Guest Contributor: Mike Merrill, WorkMax by AboutTime Technologies
An Interview with Steve Antill, Foundation Software’s CRO, Featured on the Mobile WorkForce Podcast
If there’s anything 2020 taught the construction industry, it’s the need to be nimble, prepared and quick to react, no matter the size of your operation. This is why putting off technology implementation simply isn’t an option — it’s actually the new table stakes.
There’s no denying the recent surge in technology adoption across the construction world. And it’s not just the big firms implementing new solutions. Smaller construction companies and subcontractors are increasingly turning to tech to get a leg up on competition and better collaborate with their partners and colleagues.
If you’re curious about how technology is moving the construction industry forward, and why it’s important to invest in the right solutions for your business, I recently interviewed Steve Antill, Chief Revenue Officer of Foundations Software, for the Mobile Workforce Podcast. We discussed how technology is streamlining businesses, protecting companies and setting the stage for long-term growth. As you consider your own tech stack in 2021, here is what to keep in mind:
Using tech solutions help disparate teams work in unison
The construction business can feel like a circus at times, and the act of juggling priorities and essential relationships can be critical to one’s success. Fortunately, technology opens lines of communications between vendors, partners, suppliers, workers and subcontractors, as well as the many others involved with any given project.
With so many people involved, it’s essential that everyone’s on the same page and the right information is being shared. For instance, it can be a long process for a subcontractor’s Time and Materials invoice to make it to the General Contractor’s AP department and input into their system. But now, with the aid of technology, a sub’s hours can be captured and submitted from the field and accessed in the back office in real-time with no risk for human error and the added benefit of quicker billing.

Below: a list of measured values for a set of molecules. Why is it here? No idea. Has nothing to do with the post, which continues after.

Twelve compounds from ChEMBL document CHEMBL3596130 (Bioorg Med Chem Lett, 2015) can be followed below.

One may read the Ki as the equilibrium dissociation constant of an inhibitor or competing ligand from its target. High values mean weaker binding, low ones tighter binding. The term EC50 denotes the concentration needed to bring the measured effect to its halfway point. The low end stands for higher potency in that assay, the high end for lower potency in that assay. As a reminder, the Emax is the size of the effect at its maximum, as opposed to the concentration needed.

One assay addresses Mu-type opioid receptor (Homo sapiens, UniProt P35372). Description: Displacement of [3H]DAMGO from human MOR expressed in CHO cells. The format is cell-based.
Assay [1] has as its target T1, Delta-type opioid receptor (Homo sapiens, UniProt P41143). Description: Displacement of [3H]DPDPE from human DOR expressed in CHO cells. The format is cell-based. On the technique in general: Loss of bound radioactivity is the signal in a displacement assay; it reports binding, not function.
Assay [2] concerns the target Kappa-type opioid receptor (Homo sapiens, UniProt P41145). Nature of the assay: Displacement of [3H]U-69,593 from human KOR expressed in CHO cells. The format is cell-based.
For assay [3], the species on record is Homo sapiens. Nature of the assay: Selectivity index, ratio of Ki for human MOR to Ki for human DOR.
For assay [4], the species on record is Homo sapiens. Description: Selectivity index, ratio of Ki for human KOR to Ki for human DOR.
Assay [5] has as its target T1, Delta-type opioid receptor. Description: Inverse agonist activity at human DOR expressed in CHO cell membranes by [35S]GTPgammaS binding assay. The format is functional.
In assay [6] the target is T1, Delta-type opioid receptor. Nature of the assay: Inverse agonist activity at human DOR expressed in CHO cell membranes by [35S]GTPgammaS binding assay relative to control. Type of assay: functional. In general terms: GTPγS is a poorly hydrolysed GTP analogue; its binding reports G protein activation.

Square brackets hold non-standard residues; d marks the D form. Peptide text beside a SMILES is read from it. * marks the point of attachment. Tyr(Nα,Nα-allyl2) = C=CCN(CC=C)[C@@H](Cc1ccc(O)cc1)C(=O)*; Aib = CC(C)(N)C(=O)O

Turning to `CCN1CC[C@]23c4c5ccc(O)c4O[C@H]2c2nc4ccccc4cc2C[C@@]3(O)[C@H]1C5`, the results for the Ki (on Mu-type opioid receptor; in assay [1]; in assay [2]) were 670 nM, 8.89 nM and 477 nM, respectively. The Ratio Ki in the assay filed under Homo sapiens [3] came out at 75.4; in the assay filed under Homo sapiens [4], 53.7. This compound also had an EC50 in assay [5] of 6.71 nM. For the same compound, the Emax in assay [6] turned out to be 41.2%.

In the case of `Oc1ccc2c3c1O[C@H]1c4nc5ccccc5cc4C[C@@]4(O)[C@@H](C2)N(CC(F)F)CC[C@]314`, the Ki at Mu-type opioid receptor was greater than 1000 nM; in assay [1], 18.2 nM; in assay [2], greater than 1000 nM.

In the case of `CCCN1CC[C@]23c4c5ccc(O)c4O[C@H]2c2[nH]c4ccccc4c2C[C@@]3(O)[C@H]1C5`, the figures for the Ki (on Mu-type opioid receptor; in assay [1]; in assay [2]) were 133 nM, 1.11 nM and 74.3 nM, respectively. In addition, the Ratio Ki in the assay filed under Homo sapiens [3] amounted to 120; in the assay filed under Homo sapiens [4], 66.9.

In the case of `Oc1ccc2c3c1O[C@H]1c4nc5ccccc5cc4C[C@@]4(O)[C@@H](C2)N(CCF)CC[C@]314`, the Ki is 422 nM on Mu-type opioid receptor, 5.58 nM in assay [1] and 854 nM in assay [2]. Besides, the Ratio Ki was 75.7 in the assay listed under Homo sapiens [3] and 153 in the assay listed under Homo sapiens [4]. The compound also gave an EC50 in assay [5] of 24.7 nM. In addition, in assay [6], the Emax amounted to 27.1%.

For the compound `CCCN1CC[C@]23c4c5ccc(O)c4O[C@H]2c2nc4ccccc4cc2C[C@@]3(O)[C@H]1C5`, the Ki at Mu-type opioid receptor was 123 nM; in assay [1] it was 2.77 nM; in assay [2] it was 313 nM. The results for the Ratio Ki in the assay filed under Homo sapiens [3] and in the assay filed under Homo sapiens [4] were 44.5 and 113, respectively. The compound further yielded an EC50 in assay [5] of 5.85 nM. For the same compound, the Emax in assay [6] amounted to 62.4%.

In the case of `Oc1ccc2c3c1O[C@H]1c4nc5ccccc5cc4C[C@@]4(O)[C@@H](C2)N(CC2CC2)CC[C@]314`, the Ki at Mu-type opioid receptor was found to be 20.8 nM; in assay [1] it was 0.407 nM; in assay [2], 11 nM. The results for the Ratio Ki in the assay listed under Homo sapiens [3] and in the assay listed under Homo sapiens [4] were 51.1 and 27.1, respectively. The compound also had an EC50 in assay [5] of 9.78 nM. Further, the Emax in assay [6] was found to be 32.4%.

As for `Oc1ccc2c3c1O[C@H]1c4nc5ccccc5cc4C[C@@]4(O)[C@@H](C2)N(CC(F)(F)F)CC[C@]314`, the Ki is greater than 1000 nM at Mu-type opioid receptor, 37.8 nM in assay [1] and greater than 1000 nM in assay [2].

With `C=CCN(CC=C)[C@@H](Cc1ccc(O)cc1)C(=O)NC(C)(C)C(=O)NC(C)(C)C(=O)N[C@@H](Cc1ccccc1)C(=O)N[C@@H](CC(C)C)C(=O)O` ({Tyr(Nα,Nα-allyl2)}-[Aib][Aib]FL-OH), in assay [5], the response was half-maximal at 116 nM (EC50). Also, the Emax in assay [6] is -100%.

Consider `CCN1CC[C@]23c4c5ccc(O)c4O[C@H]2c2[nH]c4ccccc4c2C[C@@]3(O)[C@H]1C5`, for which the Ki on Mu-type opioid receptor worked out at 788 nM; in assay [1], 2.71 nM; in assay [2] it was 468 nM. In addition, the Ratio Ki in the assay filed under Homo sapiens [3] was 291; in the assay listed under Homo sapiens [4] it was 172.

Instant communication reduces inaccurate or old data being used to make important decisions. Everyone needs to be able to communicate with general contractors, subcontractors and even suppliers to ensure the success of a project. On a modern job site, it only takes one situation — such as a contractor being off for a few hours a day, a missed PM report or a delayed shipment of supplies — for the entire project’s schedule to be in jeopardy.
“There were contractors doing all of these things manually three years ago,” said Antill. “Now we’re getting to the point where everybody’s actually being collaborative and working together and taking advantage of these better technologies. You see a big movement of contractors taking advantage of tools to connect them up with everybody on the job.”
Digital documentation is not a maybe, it’s a must
The construction industry has a complicated relationship with documentation. Everyone can agree it’s critical. But on busy job sites, properly documenting pictures, notes and change orders can fall by the wayside. However, it’s a practice that is absolutely necessary to protect businesses and individuals in the case of miscommunications, pay disputes or even litigation. That said, some methods are more effective than others.
Traditional documentation relied on paper. As a job progressed, the paperwork would pile up. Multiply this by multiple projects throughout the year — and for years on end — and companies were swimming in paper. Besides that storing paper is a costly problem in and of itself, adopting an incomplete digital solution like only scanning paperwork into the cloud can be a burden as well because there’s no easy way to search for what you need. This is where documentation tools come in.
A mobile workforce platform helps digitize the entire process, from sending documentation reminders to employees to input data, to storing images, to offering the ability to search by keyword and sort by project names and dates. In addition, digital documentation makes it easy to forward items to others when questions arise or when details need to be confirmed. And as the saying goes, he who has the best documentation, wins.
Contractors know this pain all too well. Take Damien Edwards, the founder of BuilderTactics.com. He recently shared an experience he had with a contractor who had a stack of complaints to relay –– but Edwards was prepared to address the concerns with a stack of data to share.
“For the first 20 minutes he told me how terrible we were and everything else, and I said, ‘Okay, let’s go through your issues,’” said Edwards. “And I started flipping through my records, and about a quarter of the way through, he says, ‘Okay, okay. I get it.’ I was more prepared. He who has more data, wins.”
Antill emphasizes that digital documentation tools allow general contractors, owners and subcontractors to collaborate together, which benefits all parties involved.
“It helps the process of keeping jobs moving and it can help avoid litigation between the subs and the general contractors,” said Antill.
The right solution can bring stability to unstable situations — but it takes an IT strategy